2. "Mormons" are christians. The definition of a christian is, one who believes in Christ. I'm not sure where you are getting your information, but the central belief of our religion is a belief in the divinity of Christ and the Atonement.

3. "Mormonism" is not a cult, in the connotative sense. Sure, a cult is a group or system of religious worship, but cult implies some form of brain washing, and lack of choice. Our religion has a firm belief and rooting in the ability of man to choose. At any point, a person can choose to worship as a "mormon" or to worship whatever religion they feel so inclined to.

4. We don't care who else is working on our side, so long as we are fighting for the same thing: The maintenance of the divinity of marriage between one man and one woman. If fellow prop 8 supporters don't like how we worship, or what we believe, oh well, that is their choice. We don't have to have the exact same beliefs or practices to want to preserve the family in the traditional sense of having one mother and one father.

Chino Blanco said...

Hi Katie,

1. Because the LDS church decided to mobilize in support of Prop 8, I think it's fair to consider whether Mormon advice on the subject of marriage would lead to good public policy. You are free to follow the advice of your church leaders in your own life, but if you're going to use that advice to support enacting or repealing laws that affect Mormons and non-Mormons alike, well, then there are a whole bunch of other considerations that you need to take into account. You mention your low divorce rate - I'd agree it's praiseworthy. You could've also mentioned that Mormons tend to be healthier than the general population because of their avoidance of alcohol, tobacco and coffee - I'd certainly agree that your church's dietary restrictions look like good advice, too. That said, can you agree with me that a ballot initiative to outlaw alcohol, tobacco and coffee would be very ill-advised?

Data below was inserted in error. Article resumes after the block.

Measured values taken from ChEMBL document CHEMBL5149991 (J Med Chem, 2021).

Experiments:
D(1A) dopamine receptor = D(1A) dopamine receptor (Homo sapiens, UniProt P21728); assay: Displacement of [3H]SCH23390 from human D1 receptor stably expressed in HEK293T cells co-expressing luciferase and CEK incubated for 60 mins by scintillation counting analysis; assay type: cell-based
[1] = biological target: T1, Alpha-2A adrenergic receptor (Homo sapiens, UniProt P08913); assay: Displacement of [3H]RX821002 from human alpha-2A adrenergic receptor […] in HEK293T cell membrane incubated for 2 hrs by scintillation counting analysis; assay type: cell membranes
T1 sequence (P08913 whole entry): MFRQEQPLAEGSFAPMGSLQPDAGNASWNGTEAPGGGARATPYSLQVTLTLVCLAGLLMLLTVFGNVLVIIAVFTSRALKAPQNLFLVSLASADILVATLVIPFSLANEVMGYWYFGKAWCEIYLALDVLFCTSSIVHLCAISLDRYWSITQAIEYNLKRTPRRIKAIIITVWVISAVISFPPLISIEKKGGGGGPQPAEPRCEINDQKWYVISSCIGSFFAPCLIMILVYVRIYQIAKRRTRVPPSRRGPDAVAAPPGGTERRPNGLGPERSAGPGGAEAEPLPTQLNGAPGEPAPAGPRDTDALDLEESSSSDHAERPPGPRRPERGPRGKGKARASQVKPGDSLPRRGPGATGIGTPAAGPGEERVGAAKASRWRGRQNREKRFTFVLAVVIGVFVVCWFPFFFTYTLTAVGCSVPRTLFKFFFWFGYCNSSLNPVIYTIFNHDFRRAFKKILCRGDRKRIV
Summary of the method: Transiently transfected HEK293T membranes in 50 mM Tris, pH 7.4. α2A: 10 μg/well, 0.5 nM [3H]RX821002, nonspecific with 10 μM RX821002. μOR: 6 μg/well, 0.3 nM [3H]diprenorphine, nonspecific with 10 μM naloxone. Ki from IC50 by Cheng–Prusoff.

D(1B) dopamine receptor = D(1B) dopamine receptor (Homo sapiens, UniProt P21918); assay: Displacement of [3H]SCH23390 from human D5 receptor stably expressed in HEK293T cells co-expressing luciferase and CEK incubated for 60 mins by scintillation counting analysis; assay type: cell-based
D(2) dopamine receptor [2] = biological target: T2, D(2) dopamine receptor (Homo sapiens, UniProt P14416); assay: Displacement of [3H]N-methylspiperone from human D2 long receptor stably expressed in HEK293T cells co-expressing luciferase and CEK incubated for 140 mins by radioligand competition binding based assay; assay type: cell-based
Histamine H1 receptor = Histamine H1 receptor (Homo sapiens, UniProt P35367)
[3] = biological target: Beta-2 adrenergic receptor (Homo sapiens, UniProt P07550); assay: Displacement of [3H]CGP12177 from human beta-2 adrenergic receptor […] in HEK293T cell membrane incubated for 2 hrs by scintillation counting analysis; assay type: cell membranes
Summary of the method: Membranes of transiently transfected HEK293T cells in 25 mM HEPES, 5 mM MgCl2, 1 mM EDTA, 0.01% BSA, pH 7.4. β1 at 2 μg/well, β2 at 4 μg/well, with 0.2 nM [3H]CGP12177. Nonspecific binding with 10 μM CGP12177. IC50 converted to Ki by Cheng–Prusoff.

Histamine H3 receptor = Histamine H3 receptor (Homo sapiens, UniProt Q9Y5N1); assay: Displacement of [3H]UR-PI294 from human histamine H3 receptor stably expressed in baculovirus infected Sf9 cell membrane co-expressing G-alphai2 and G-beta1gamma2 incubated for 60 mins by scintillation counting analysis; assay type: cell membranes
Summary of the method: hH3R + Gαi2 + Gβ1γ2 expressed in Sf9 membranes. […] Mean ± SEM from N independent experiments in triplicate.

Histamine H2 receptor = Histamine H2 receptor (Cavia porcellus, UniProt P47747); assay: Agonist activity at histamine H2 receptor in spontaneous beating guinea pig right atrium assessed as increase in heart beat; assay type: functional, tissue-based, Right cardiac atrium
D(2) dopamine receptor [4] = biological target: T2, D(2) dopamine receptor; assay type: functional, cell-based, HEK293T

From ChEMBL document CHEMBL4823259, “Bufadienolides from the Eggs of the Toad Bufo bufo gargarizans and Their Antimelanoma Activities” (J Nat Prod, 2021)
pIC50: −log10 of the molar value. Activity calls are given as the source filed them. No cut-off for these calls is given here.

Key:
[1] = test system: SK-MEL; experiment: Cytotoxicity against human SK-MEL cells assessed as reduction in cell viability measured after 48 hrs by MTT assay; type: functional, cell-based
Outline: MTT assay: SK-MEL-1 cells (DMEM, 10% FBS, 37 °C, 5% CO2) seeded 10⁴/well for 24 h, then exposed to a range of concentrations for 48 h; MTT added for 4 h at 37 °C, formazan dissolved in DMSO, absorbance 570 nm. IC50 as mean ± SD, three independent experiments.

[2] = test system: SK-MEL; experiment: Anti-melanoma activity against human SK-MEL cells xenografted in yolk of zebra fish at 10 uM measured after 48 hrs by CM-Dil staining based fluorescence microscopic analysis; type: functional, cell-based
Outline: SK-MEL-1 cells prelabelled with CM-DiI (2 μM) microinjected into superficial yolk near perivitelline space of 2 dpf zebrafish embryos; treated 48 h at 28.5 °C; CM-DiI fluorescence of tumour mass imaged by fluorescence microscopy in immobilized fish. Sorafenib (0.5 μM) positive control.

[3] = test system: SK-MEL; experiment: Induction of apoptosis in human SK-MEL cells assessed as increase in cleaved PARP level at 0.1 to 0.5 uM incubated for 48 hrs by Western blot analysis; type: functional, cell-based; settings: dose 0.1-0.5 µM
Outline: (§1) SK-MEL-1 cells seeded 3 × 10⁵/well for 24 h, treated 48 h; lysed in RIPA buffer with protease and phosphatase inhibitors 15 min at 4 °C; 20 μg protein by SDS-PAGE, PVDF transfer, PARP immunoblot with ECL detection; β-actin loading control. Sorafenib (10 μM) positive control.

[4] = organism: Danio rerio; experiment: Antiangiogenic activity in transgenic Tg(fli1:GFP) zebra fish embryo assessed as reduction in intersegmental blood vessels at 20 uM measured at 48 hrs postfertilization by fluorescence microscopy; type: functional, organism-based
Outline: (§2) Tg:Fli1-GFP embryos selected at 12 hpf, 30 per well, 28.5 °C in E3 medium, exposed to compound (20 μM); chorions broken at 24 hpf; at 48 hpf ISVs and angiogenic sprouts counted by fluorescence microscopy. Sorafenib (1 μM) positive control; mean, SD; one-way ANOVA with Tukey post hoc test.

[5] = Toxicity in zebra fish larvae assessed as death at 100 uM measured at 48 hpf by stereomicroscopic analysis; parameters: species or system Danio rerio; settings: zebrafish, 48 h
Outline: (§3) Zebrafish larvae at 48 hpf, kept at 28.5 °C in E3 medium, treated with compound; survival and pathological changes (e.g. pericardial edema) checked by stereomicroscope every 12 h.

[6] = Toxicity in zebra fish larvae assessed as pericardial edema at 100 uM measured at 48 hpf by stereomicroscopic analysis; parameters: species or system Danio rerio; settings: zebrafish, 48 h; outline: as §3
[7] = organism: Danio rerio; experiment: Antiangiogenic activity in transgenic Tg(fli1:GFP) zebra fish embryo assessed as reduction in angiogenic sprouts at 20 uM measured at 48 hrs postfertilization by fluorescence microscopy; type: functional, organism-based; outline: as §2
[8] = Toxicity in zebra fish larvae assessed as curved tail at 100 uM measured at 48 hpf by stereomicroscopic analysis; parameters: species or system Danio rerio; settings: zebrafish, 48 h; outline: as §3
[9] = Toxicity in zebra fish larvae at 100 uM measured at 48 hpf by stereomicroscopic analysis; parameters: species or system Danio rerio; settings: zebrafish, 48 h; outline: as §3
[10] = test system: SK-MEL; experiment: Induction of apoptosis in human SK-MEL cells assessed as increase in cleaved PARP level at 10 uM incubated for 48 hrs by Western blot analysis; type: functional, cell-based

In any case, getting back to Mormon advice on marriage, here's the bottom line for me: my wife is Chinese. I would be very upset if my children ever heard from their public school teachers that our family was not ideal. I don't care how you personally feel about marrying outside one's race, but I don't want my kids hearing your personal beliefs at school. I put your opinion about gay marriage in the same category: the children of gay parents don't need to be hearing your condemnation of their parents' marriage while at school.

2. I never said Mormons aren't Christians. It's your Evangelical partners who refuse to recognize Mormons as Christians, not me.

3. Where did I say Mormonism is a cult? I think you're confusing me with the Baptists that are mentioned in the post.

4. The 'Yes on 8' campaign employs a legal team that will not hire Mormons or Jews, not even for secretarial positions. If you don't mind being discriminated against by the very people you're working with, well, that strikes me as not much different than enabling an abusive spouse. Why you think it's OK to take the abuse? I have no idea. My advice would be to get out.

Katie Babie said...


1. I don't condemn or judge interracial marriage, nor do I condemn or judge same-sex couples, that is not for me to decide. But, interracial marriages can be harder to maintain, and if it works for you, congratulations!